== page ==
Thursday, 14 September 2017

Failure to pay is killing journalism

I have been earning a living as a journalist for more than 25 years, working in many areas of media. My experience has spanned national, local trade and religious press. I have also done some broadcast work. There have been some big stories like the foreign company caught illegally selling landmines at a government supported arms fair, the detention of individuals without trial and the living wage. It’s been fun but can it really be considered a living anymore? The answer to that one is a resounding no.

The thought occurred when attending a lecture, given by former BBC chief correspondent Kate Adie at the British Journalism Review awards. Adie made the very valid point that journalism is a skilled job and people need to be paid to do it. “Flapping about on the internet doesn’t put bread on the table. It’s a job a profession, not a hobby,” said Adie, who went onto highlight how journalism had been hollowed out particularly at local level. Courts, councils – none now receive the scrutiny they used to do, when the papers had fully staffed teams of reporters, instead now there are usually just a few  over worked individuals doing everything.

The historic memory that used to be present in local newspaper newsrooms, among those who made a career out of working on one paper, has long since gone. There is a huge and growing democratic deficit caused by this hollowing out of journalism.

No one though can blame young journalists for not hanging around on these outlets. They are badly paid, totally unable to survive unless supported by a well remunerated partner or rich parent. As a result once an individual has the skills they move on, often to PR.

I was struck a few years ago, when doing a story for the NUJ about what was happening at a council press office. When we met to discuss what had been happening, there were familiar faces all around – people who I’d known from the local papers now working in the local authorities press office. They had exchanged insecure poorly paid work as reporters for reasonable pay in a secure work environment at the local authority. This was further evidenced with the arrival of council run papers. Better resourced, they often picked up reporters from the local papers, ofcourse there would be no scrutiny of council activities from such organs.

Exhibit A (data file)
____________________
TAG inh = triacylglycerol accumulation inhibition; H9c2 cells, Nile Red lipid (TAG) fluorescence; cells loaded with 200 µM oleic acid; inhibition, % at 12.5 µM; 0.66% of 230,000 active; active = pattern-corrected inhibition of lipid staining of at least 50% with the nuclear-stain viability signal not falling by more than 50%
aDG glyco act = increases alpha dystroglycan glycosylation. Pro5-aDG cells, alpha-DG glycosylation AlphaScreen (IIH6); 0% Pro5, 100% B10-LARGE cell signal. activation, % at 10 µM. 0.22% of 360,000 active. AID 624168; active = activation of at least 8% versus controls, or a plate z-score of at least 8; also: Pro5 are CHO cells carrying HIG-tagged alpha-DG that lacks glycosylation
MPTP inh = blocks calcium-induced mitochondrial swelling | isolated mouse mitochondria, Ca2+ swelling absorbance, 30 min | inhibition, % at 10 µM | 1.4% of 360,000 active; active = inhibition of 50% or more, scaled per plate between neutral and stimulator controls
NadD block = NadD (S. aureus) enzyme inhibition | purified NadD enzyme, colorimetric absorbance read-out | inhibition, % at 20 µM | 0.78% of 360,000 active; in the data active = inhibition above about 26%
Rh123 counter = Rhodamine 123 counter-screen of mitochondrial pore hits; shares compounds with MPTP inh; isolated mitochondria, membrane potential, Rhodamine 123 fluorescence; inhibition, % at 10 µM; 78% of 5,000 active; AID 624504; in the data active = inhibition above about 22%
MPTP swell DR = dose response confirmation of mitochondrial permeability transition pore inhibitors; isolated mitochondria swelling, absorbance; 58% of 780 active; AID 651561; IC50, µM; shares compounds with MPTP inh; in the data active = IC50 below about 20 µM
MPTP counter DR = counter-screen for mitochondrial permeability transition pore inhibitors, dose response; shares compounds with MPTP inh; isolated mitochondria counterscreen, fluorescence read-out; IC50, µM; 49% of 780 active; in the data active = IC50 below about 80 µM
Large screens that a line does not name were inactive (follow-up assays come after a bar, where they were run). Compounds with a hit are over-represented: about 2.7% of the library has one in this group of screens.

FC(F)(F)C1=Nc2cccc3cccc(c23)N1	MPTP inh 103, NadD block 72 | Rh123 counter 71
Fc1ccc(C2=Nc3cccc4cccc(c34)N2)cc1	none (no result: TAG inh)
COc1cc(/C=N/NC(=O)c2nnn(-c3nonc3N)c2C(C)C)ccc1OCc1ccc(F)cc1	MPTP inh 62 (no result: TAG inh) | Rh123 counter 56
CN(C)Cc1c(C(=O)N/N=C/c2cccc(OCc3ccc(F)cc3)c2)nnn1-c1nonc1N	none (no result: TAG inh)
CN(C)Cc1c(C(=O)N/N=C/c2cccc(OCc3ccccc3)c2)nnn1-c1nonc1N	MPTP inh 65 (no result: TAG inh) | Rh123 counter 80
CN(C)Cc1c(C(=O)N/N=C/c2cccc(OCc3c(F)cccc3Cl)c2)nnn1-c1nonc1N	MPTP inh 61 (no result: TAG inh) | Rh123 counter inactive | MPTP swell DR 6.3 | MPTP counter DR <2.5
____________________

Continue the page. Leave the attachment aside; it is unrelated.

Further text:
Adie’s point about pay hit home particularly with myself, having seen outlets decline over recent years, pay has also reduced.  Recently, an online magazine asked me to write a piece about football – 2,300 words worth. The problem was they could not pay. Would you ask a plummer to come and fix your toilet, adding, I can't pay?
Another even more galling example came recently with the New Internationalist (NI) magazine. I have done a number of pieces for the NI over the years. I support their ethics and political standpoint in most areas; however on paying journalists there is still some way to go.

I have done a number of blogs for NI over recent years; they began offering a token £30 for a 500 word plus piece. Then they could not afford to pay at all – ok times were hard. However, the last piece I did for NI came out just after the magazine had raised £600,000 through crowd funding, giving readers a direct hand in the enterprise. Ethics were talked of a lot then, yet amazingly they still didn’t think to pay the journalist for blogs. Some gap in ethics me thinks.